As Faye Swetlik’s family members prepare to lay their little girl to rest, Cayce, South Carolina Department of Public Safety officials are still piecing together the evidence in her murder investigation.
As of Thursday, Faye Swetlik’s murder case is “administratively open,” Cayce Department of Public Safety public information officer Evan Antley told FitsNews.
“There’s a lot of unanswered questions,” Antley told FitsNews. “We had a lot of information coming in last week and now that we know the ending, we’re going back to all of the information to see if we can piece a timeline together.”
On Tuesday, officials shared some horrific details of Swetlik’s death. Her neighbor Coty Scott Taylor —who didn’t have a criminal record — abducted and killed the 6-year-old within a few hours after she went missing last Monday, according to evidence found on both bodies and at his residence. Her cause of death was asphyxiation, which means he cut off her air supply.
30-year-old Coty Taylor’s body was found on his back porch shortly after they found Faye Swetlik in the woods near his home last Thursday. Both Swetlik and Taylor lived in the Churchill Heights neighborhood, located about two miles from the Columbia airport. Taylor’s death was ruled a suicide. Authorities said he cut his own throat.
As investigators work to close the case officially, Antley answered a few questions for FITSNews.
Was Coty Taylor involved in other crimes?
Police are working to find out if Taylor was linked to other crimes.
Statistically speaking, it’s unlikely that someone would leap from being a perfectly law-abiding citizen to a child kidnapper and murderer.
A Department of Justice study found that one-third of child killers/ victimizers didn’t have a prior criminal record.
“Now that we know (Taylor) is responsible for this case, absolutely we are seeing if he was related to anything else,” Antley said. “That’s where other agencies come in.”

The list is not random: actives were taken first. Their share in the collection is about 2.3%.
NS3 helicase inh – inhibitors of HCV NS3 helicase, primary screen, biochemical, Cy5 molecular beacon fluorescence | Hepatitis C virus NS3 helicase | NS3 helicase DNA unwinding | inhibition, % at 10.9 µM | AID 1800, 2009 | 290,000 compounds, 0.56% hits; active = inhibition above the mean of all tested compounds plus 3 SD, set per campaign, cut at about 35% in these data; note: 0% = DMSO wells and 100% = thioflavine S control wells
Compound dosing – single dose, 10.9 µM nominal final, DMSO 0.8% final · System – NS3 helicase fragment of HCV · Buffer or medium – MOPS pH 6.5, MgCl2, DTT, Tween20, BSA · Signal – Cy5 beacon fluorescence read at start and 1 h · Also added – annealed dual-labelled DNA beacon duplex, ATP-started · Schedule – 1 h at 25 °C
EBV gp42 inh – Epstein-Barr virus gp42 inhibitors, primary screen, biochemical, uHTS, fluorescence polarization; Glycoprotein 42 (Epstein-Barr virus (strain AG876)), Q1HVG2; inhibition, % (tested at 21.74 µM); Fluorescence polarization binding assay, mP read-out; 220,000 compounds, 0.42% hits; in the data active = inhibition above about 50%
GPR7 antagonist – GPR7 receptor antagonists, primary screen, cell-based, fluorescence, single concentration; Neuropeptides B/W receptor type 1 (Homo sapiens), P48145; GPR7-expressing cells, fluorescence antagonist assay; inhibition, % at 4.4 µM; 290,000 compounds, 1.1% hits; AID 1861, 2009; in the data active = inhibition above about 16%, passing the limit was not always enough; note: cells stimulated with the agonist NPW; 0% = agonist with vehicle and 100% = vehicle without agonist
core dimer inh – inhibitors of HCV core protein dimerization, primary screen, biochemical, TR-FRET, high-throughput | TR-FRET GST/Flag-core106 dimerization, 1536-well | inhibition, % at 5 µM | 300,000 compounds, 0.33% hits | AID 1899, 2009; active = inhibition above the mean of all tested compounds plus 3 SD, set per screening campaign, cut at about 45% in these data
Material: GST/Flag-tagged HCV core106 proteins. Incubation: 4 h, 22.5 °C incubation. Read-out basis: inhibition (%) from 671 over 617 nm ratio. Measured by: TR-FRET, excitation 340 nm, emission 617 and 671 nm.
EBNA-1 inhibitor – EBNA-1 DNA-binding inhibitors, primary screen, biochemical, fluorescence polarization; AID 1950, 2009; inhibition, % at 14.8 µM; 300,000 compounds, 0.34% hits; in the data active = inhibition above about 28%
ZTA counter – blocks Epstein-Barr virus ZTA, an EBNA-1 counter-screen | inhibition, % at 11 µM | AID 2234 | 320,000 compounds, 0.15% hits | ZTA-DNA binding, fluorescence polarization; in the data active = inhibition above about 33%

Coty Taylor’s DNA profile has been uploaded to the state level system, a SLED spokesperson told FITSNews Thursday. This means agencies will be able to compare Taylor’s DNA with evidence found in unsolved crimes to see if there are any matches.
Antley mentioned rumors circulating on social media with a suspect sketch that people said looked like Taylor.
“It’s really subjective whether or not it matches him or not,” Antley said.
In 2012, Lexington County Sheriff’s Department released a sketch of a man with glasses and dark hair who tried to kidnap three girls in West Columbia—about 8 miles from the neighborhood where Faye was found dead.
According to WLTX, Taylor moved from Beaufort County, South Carolina to the Columbia area in 2008 to study math at the University of South Carolina. He withdrew in 2009, but stayed in the area.
What about the silver sedan?
Before Faye’s body was found Thursday, police were searching for the occupants driving a silver sedan that was spotted around the time Faye went missing last Monday.
Antley confirmed with FITSNews that Taylor did not own a car.
This is significant because we still don’t know where Faye’s body was kept between Monday evening and Thursday morning. Taylor not owning a car could rule out some possibilities.
What about Coty Taylor’s roommate?
Police confirmed that Taylor did have a roommate.
“We have been in contact with the roommate,” Cayce Department of Public Safety Director Byron Snellgrove said in a Tuesday press conference. “We have found nothing that indicates that he knew anything about what was going on and he was not at the residence that much during the time (Swetlik was missing)”.
Before and after Tuesday’s press conference, several people on social media questioned the roommate’s role in the crime, especially considering Taylor’s method of suicide was unusual.
Antley said they went through “every piece of technology these guys have” and found no evidence the roommate was involved.
“We understand these rumors are out there, but there is nothing to suggest from evidence that he knew what was going on or that he took part in what happened,” Antley said. “I’m sure the case file will get out soon enough…and until then, people are going to have to trust us.”
When will we know more details of Faye’s death?
Asked about whether or not Faye was buried, Antley would not comment.
“It’s just so fresh for so many people right now and we want to respect that,” Antley said. “Maybe after her funeral services…we can release more.”
Authorities have not yet said whether or not Taylor sexually assaulted Faye before she was killed.